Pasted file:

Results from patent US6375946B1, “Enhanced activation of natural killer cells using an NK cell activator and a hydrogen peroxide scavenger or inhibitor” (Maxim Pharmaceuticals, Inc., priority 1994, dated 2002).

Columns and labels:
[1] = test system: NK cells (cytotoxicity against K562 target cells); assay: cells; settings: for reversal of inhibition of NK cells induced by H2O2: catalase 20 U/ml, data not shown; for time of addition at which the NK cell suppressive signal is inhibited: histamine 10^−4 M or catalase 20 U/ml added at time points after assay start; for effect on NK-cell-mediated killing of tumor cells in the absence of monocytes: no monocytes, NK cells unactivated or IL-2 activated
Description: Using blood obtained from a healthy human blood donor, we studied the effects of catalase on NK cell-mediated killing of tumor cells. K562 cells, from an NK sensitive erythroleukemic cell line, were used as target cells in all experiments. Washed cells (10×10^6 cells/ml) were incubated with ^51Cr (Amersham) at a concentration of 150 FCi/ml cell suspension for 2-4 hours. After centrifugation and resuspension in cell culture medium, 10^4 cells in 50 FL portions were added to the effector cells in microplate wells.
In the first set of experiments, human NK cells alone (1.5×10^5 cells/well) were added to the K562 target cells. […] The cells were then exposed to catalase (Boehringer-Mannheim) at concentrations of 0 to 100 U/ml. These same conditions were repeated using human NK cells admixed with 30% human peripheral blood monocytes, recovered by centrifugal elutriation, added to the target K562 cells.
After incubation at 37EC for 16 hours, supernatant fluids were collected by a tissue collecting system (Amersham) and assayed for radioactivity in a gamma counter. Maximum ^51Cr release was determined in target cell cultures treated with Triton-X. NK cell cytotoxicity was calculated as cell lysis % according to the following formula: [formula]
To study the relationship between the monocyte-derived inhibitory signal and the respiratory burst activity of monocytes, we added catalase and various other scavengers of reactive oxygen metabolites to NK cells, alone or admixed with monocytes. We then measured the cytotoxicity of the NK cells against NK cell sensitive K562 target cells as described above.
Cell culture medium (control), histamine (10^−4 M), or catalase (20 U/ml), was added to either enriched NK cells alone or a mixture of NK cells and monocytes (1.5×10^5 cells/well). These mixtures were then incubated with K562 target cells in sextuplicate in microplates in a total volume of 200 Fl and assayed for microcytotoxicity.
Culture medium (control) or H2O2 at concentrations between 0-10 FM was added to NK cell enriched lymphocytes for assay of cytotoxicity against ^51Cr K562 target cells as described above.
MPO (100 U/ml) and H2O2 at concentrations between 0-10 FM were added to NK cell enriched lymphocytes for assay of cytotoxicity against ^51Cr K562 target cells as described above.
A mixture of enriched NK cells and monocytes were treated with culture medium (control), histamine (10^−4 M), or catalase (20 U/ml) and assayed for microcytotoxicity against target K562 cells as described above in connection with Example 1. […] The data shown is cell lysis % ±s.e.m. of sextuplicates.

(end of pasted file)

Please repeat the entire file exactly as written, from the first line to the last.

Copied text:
Results from patent US6375946B1, “Enhanced activation of natural killer cells using an NK cell activator and a hydrogen peroxide scavenger or inhibitor” (Maxim Pharmaceuticals, Inc., priority 1994, dated 2002).

Columns and labels:
[1] = test system: NK cells (cytotoxicity against K562 target cells); assay: cells; settings: for reversal of inhibition of NK cells induced by H2O2: catalase 20 U/ml, data not shown; for time of addition at which the NK cell suppressive signal is inhibited: histamine 10^−4 M or catalase 20 U/ml added at time points after assay start; for effect on NK-cell-mediated killing of tumor cells in the absence of monocytes: no monocytes, NK cells unactivated or IL-2 activated
Description: Using blood obtained from a healthy human blood donor, we studied the effects of catalase on NK cell-mediated killing of tumor cells. K562 cells, from an NK sensitive erythroleukemic cell line, were used as target cells in all experiments. Washed cells (10×10^6 cells/ml) were incubated with ^51Cr (Amersham) at a concentration of 150 FCi/ml cell suspension for 2-4 hours. After centrifugation and resuspension in cell culture medium, 10^4 cells in 50 FL portions were added to the effector cells in microplate wells.
In the first set of experiments, human NK cells alone (1.5×10^5 cells/well) were added to the K562 target cells. […] The cells were then exposed to catalase (Boehringer-Mannheim) at concentrations of 0 to 100 U/ml. These same conditions were repeated using human NK cells admixed with 30% human peripheral blood monocytes, recovered by centrifugal elutriation, added to the target K562 cells.
After incubation at 37EC for 16 hours, supernatant fluids were collected by a tissue collecting system (Amersham) and assayed for radioactivity in a gamma counter. Maximum ^51Cr release was determined in target cell cultures treated with Triton-X. NK cell cytotoxicity was calculated as cell lysis % according to the following formula: [formula]
To study the relationship between the monocyte-derived inhibitory signal and the respiratory burst activity of monocytes, we added catalase and various other scavengers of reactive oxygen metabolites to NK cells, alone or admixed with monocytes. We then measured the cytotoxicity of the NK cells against NK cell sensitive K562 target cells as described above.
Cell culture medium (control), histamine (10^−4 M), or catalase (20 U/ml), was added to either enriched NK cells alone or a mixture of NK cells and monocytes (1.5×10^5 cells/well). These mixtures were then incubated with K562 target cells in sextuplicate in microplates in a total volume of 200 Fl and assayed for microcytotoxicity.
Culture medium (control) or H2O2 at concentrations between 0-10 FM was added to NK cell enriched lymphocytes for assay of cytotoxicity against ^51Cr K562 target cells as described above.
MPO (100 U/ml) and H2O2 at concentrations between 0-10 FM were added to NK cell enriched lymphocytes for assay of cytotoxicity against ^51Cr K562 target cells as described above.
A mixture of enriched NK cells and monocytes were treated with culture medium (control), histamine (10^−4 M), or catalase (20 U/ml) and assayed for microcytotoxicity against target K562 cells as described above in connection with Example 1. […] The data shown is cell lysis % ±s.e.m. of sextuplicates.